It’s interesting that Moses included a sentence about Noah’s lineage (his sons) before continuing with God’s plan to destroy the human race with the earth. It demonstrates God’s intention. Noah and his family would live. The rest of the human race would die. God was going to begin again.
“Make yourself an ark of gopherwood; make rooms in the ark, and cover it inside and outside with pitch. And this is how you shall make it: The length of the ark shall be three hundred cubits, its width fifty cubits, and its height thirty cubits. You shall make a window for the ark, and you shall finish it to a cubit from above; and set the door of the ark in its side. You shall make it with lower, second, and third decks. And behold, I Myself am bringing floodwaters on the earth, to destroy from under heaven all flesh in which is the breath of life; everything that is on the earth shall die. But I will establish My covenant with you; and you shall go into the ark—you, your sons, your wife, and your sons’ wives with you. And of every living thing of all flesh you shall bring two of every sort into the ark, to keep them alive with you; they shall be male and female. Of the birds after their kind, of animals after their kind, and of every creeping thing of the earth after its kind, two of every kind will come to you to keep them alive. And you shall take for yourself of all food that is eaten, and you shall gather it to yourself; and it shall be food for you and for them.’ Thus Noah did; according to all that God commanded him, so he did.” Genesis 6:14-22
Notice the important “reveals” from what Moses wrote in the last half of Genesis 6:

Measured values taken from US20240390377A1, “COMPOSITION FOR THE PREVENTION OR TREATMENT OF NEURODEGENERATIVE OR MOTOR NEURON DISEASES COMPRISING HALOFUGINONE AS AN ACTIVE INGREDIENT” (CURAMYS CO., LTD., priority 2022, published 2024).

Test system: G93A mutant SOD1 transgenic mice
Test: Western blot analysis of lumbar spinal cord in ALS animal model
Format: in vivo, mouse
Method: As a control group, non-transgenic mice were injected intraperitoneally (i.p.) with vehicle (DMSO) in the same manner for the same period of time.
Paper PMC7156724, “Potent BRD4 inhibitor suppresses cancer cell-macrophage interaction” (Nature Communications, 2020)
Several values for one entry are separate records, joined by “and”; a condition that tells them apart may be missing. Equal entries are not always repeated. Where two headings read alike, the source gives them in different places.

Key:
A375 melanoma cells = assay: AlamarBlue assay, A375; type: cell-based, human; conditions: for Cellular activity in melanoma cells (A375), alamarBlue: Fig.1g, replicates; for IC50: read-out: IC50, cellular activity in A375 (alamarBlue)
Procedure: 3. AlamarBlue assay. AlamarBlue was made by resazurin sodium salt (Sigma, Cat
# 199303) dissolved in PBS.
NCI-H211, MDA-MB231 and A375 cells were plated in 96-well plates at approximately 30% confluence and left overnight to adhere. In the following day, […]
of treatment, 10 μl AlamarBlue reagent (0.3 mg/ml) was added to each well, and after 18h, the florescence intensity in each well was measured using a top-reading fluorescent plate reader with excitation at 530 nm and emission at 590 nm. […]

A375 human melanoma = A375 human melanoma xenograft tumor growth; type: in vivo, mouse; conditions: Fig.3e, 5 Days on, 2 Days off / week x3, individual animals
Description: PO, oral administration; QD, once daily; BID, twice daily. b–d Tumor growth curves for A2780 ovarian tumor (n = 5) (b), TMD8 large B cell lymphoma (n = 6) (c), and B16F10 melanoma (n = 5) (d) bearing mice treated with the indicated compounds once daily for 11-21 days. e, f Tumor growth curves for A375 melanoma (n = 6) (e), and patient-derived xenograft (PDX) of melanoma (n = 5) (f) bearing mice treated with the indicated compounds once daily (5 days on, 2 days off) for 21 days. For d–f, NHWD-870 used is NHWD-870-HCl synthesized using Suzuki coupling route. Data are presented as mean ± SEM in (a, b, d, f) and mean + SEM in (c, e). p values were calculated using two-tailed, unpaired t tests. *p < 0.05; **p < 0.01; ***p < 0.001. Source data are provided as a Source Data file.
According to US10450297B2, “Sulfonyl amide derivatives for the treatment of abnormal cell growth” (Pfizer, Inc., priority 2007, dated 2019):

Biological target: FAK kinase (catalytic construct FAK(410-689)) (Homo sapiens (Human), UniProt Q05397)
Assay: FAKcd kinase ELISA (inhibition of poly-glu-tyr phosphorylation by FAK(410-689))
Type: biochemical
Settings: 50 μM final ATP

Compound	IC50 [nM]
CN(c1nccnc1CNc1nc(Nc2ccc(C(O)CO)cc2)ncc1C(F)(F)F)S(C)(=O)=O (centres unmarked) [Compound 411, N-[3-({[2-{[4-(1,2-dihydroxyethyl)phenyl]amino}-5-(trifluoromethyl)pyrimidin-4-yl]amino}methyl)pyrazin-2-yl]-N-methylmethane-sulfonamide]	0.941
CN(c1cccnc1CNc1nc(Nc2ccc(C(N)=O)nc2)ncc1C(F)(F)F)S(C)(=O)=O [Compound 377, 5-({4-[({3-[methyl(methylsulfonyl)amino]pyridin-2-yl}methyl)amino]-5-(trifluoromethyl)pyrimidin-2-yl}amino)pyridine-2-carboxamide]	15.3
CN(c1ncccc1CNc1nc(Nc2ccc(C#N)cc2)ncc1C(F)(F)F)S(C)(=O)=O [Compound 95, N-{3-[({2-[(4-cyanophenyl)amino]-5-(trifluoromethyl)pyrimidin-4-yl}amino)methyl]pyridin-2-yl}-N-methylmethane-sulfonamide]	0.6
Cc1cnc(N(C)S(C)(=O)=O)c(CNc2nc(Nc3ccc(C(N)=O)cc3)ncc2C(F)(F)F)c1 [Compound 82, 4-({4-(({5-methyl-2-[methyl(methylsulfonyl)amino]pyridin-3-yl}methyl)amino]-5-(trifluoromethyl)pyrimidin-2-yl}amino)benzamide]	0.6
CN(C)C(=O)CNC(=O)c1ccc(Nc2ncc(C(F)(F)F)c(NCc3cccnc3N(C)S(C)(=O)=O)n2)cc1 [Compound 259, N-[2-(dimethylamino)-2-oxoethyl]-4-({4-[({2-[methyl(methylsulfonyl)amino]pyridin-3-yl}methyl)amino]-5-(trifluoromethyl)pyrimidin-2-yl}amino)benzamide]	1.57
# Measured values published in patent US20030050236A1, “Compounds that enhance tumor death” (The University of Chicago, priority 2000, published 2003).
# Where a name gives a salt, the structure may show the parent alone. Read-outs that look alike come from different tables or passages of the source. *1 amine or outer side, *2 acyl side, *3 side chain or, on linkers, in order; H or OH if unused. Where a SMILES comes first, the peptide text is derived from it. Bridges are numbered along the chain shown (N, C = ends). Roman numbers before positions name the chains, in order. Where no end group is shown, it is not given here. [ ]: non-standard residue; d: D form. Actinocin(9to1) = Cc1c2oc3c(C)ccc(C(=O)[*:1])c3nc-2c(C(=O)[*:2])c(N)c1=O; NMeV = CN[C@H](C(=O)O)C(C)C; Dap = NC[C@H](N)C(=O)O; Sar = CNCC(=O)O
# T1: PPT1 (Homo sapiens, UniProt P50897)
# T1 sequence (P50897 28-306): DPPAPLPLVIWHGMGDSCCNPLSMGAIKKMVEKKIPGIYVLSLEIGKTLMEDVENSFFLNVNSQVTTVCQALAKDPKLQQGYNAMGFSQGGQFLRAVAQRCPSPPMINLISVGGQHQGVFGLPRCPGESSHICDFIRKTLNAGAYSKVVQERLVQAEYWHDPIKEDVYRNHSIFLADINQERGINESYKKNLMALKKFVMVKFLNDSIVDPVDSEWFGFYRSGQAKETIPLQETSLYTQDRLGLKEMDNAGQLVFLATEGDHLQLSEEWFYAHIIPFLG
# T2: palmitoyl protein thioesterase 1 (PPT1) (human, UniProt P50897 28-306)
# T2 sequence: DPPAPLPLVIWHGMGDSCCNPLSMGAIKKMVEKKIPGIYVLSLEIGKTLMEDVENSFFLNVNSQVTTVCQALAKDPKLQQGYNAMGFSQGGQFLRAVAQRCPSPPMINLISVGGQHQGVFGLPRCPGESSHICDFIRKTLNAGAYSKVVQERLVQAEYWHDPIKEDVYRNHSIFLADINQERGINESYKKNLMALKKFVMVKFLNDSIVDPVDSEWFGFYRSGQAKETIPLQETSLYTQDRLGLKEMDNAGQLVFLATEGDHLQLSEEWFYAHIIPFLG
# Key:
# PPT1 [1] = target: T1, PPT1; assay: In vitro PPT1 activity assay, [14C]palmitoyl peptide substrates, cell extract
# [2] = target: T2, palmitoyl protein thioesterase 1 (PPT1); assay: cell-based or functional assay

- God directed Noah in detail about how to build the Ark
- God would “establish” His covenant with Noah by protecting Noah, his family and all the birds, animals and creeping things as He brought a devastating flood on the earth
When did God determine He would “bring floodwaters on the earth, to destroy from under heaven all flesh in which is the breath of life”?
When did He decide that “everything on the earth shall die”?
When did God come up with the idea for building an ark to save one family of eight people and a number of birds, animals and creeping things from the floodwaters?
When did He choose Noah to be the man who would lead the building of the ark?
Before the beginning of time. Before the foundation of the earth.
The Flood, the Ark, saving Noah and his family, saving birds, animals and creeping things, all of it – God decided before the beginning of time.
Nothing we see God do is an afterthought or an emergency response to things that go wrong for Him. God planned everything before the beginning of time and space. Everything.
We will take a look at how the new beginning worked when we continue our special series, The Great Reveal.
[Read the first seven chapters of The Great Reveal in this free eBook]
[Read chapters 8-12 of The Great Reveal in this free Ebook]
Scripture taken from the New King James Version®. Copyright © 1982 by Thomas Nelson. Used by permission. All rights reserved.